Our message, work, and overall efforts go to ensuring informed consent and the right to refuse mental health screening and drug “treatment” for all our children. With your financial support, Ablechild can continue this important work which has directly impacted individual rights and helps us move mountains.Please support us so that we continue to grow, further parental rights and ultimately protect our children. Hey, don't forget to check us out on our facebook page. Join the conversation, like, and share us.


Sheila Matthews and Patricia Weathers, Cofounders

Copyright 2001- 2007 Ablechild (Parents for Label and Drug Free Education). All rights reserved. Ablechild is a nonprofit, tax-exempt, Section 501(c) (3) charitable organization, and donations are deductible under the provisions of the IRS Tax Code. Ablechild and the Ablechild logo is a Trademark of Ablechild, Inc.

Wednesday, March 6, 2013

NPR host needs stigma rehab and training

I like social worker Jack Carney's exhortation to the mental health community: "Don't mourn, organize!" We can all do our part to raise our objections and concerns when we feel that our rights and human dignity and those of others have been infringed upon. A very simple thing to do is to write letters and submit comments through the social media. The aim isn't necessarily to change the mind of the author, the idea is to get the opinion and information out there for others, perhaps for the first time, to read and contemplate.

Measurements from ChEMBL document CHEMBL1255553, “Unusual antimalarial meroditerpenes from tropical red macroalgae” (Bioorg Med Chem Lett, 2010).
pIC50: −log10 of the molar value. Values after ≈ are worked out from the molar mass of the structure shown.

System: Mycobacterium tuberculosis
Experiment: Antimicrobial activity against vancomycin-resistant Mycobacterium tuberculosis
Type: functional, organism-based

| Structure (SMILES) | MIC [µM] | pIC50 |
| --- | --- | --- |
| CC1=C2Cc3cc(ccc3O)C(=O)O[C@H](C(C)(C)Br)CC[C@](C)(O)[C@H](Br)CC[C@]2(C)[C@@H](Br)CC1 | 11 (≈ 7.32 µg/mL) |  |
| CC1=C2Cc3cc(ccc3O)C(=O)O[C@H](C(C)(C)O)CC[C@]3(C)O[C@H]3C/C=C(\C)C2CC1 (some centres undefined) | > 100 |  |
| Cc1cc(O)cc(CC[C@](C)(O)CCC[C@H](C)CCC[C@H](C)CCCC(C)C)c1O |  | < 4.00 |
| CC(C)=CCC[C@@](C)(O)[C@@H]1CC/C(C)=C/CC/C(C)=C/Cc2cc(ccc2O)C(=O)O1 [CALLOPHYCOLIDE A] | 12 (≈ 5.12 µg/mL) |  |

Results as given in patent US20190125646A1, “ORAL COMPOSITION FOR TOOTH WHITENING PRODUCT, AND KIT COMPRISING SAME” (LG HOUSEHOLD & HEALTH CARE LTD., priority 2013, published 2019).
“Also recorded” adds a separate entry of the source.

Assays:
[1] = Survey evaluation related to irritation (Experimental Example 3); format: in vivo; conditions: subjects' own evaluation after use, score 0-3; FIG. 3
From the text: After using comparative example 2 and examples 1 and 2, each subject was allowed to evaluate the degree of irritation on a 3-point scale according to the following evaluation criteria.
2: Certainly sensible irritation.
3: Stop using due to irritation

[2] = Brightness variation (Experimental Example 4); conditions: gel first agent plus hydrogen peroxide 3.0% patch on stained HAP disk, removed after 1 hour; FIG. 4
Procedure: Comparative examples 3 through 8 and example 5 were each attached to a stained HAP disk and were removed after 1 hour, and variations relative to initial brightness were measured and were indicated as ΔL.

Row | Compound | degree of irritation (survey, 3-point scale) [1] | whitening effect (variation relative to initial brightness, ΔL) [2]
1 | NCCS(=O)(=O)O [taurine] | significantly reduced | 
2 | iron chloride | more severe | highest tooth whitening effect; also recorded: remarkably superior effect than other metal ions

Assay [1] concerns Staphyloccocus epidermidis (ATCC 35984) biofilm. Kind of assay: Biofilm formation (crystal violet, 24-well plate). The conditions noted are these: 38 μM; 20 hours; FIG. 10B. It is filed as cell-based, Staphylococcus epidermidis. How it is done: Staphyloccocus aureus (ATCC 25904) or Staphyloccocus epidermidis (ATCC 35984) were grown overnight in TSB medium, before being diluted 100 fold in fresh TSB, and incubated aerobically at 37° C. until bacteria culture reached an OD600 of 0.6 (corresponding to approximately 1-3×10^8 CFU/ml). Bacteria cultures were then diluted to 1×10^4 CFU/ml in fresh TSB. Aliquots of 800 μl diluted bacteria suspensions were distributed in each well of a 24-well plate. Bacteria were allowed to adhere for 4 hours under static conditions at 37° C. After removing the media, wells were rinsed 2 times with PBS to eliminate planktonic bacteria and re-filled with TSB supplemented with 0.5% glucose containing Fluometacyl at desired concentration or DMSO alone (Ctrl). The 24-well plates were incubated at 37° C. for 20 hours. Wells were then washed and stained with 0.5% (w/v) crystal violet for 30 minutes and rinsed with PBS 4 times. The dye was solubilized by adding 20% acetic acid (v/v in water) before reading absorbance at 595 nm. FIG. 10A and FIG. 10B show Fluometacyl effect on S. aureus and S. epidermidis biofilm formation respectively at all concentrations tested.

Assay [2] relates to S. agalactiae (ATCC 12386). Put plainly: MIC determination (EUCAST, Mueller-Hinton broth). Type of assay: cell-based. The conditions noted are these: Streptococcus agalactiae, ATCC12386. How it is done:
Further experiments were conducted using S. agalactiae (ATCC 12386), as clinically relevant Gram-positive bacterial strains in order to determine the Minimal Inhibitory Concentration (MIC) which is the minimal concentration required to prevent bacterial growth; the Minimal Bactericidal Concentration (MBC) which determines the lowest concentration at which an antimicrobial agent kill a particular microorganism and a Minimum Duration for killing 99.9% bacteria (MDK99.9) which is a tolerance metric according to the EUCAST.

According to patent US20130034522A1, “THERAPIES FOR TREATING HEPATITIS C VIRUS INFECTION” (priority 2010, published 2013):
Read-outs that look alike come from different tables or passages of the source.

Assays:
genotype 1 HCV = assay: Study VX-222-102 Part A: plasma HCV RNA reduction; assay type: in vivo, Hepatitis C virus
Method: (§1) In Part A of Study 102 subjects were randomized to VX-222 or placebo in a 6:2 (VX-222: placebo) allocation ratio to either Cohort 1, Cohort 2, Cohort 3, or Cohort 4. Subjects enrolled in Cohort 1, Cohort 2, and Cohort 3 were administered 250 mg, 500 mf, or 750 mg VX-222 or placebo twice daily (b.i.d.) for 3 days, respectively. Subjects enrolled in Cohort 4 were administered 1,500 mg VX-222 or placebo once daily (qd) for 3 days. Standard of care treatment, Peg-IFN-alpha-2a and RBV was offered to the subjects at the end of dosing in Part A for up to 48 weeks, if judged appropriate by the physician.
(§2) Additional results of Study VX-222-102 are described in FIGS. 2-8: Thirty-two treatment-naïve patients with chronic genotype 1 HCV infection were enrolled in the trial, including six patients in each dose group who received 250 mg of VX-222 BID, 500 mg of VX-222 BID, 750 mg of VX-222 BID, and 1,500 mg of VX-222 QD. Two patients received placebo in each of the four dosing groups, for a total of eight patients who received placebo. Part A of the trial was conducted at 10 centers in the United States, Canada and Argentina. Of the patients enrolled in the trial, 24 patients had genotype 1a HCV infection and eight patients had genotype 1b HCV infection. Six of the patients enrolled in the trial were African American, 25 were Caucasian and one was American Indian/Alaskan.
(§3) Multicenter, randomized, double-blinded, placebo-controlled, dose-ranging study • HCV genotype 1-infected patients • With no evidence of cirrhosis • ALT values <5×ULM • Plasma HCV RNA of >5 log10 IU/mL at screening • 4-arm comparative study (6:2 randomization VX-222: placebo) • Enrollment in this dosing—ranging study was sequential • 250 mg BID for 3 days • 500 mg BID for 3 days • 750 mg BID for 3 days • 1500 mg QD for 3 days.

Here's my contribution to changing the world, for today. National Public Radio has a show called "Fresh Air," in which Terry Gross interviews all kinds of major and minor celebrities. In the show I listened to, Ms Gross interviews Mike White, creator and co-star of the Home Box Office series Enlightened, in which Laura Dern stars as corporate executive Amy Jellicoe, recently returned from rehab and wanting to change the world.

Rossa Forbes comment #24